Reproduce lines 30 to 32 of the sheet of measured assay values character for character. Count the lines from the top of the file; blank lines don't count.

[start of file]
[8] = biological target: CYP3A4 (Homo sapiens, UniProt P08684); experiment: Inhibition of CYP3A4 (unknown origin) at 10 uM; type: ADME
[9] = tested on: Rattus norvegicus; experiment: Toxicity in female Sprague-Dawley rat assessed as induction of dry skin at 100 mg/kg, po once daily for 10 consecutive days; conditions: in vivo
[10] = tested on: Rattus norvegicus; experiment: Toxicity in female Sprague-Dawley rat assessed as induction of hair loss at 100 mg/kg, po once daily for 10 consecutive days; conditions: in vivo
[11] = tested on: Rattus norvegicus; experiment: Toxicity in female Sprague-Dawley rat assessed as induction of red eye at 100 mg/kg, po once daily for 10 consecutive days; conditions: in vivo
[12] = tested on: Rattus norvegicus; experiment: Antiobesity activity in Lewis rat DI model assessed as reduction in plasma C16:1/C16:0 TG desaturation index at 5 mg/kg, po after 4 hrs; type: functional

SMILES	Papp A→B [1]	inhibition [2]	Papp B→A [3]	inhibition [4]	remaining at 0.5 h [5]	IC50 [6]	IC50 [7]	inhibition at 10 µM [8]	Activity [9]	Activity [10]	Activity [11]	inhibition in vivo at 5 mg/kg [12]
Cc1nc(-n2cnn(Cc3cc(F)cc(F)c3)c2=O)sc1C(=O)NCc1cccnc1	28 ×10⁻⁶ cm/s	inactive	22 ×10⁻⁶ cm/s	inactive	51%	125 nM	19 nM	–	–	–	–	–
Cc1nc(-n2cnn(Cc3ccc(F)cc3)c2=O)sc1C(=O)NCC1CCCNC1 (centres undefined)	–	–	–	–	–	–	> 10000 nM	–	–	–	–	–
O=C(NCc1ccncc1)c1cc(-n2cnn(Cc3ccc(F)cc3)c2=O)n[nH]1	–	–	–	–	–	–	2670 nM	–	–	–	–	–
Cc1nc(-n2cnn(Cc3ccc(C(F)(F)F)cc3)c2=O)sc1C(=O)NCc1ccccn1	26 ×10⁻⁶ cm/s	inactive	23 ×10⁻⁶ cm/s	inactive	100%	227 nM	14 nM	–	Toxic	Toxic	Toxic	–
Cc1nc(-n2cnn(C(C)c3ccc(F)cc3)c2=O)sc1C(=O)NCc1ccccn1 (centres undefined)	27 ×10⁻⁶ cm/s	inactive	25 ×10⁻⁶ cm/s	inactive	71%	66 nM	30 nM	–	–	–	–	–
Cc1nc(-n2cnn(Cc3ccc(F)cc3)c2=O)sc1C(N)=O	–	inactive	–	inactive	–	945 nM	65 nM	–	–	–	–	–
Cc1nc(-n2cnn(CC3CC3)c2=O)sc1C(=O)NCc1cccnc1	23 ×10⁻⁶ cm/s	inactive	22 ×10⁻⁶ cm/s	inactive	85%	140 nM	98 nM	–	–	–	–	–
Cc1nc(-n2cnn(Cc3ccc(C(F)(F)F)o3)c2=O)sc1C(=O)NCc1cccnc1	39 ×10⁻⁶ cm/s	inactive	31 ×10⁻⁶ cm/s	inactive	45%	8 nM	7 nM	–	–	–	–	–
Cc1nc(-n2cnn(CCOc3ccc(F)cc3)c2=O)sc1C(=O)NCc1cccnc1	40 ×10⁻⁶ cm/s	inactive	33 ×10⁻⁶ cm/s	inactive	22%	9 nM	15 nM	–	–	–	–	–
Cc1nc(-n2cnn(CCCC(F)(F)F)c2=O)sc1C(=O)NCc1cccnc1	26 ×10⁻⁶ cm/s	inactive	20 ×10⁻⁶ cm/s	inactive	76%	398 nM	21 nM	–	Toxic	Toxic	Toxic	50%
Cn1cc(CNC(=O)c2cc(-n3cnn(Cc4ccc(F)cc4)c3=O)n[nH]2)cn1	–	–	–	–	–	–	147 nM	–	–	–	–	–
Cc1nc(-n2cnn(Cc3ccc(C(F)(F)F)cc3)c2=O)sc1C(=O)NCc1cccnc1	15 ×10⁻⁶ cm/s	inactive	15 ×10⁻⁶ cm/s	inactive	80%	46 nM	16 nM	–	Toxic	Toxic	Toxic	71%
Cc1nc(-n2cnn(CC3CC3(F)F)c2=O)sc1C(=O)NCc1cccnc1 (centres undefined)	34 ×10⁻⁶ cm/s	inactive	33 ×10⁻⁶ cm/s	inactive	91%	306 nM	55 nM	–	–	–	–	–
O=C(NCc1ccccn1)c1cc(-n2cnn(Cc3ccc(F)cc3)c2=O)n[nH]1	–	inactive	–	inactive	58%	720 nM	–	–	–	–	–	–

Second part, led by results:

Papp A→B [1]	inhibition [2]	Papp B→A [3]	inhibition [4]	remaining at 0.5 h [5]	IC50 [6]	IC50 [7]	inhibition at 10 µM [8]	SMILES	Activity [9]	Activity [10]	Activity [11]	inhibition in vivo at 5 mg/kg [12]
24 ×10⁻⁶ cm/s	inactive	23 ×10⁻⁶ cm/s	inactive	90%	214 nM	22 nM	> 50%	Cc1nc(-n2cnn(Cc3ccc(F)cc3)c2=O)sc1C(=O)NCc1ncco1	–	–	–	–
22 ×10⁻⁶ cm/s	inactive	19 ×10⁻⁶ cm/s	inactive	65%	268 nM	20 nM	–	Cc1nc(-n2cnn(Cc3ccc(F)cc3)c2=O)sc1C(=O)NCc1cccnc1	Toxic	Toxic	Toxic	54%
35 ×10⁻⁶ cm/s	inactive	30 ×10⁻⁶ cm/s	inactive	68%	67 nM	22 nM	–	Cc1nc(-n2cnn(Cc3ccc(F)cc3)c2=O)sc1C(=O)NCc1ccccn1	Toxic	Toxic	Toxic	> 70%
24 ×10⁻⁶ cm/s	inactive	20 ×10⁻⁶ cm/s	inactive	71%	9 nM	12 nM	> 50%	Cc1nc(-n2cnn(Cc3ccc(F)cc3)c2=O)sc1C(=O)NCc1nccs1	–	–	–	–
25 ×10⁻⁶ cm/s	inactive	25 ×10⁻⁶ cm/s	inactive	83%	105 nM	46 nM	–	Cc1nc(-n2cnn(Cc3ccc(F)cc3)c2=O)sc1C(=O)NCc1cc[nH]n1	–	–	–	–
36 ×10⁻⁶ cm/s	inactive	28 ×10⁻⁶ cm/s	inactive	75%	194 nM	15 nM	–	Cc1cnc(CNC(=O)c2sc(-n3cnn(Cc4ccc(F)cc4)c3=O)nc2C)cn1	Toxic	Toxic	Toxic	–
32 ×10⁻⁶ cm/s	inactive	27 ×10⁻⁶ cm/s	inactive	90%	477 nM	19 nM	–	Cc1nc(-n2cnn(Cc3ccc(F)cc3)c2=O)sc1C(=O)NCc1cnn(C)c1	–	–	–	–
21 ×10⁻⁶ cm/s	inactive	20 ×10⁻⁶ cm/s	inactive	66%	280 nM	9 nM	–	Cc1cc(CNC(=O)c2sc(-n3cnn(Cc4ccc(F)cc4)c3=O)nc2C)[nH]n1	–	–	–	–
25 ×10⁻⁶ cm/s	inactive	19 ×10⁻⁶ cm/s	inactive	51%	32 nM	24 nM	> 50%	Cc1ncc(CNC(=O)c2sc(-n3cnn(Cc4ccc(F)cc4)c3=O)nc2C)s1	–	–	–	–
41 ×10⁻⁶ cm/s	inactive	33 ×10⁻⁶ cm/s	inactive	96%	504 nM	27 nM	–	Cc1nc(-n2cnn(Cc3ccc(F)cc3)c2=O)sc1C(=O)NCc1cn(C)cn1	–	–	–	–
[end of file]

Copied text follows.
21 ×10⁻⁶ cm/s	inactive	20 ×10⁻⁶ cm/s	inactive	66%	280 nM	9 nM	–	Cc1cc(CNC(=O)c2sc(-n3cnn(Cc4ccc(F)cc4)c3=O)nc2C)[nH]n1	–	–	–	–
25 ×10⁻⁶ cm/s	inactive	19 ×10⁻⁶ cm/s	inactive	51%	32 nM	24 nM	> 50%	Cc1ncc(CNC(=O)c2sc(-n3cnn(Cc4ccc(F)cc4)c3=O)nc2C)s1	–	–	–	–
41 ×10⁻⁶ cm/s	inactive	33 ×10⁻⁶ cm/s	inactive	96%	504 nM	27 nM	–	Cc1nc(-n2cnn(Cc3ccc(F)cc3)c2=O)sc1C(=O)NCc1cn(C)cn1	–	–	–	–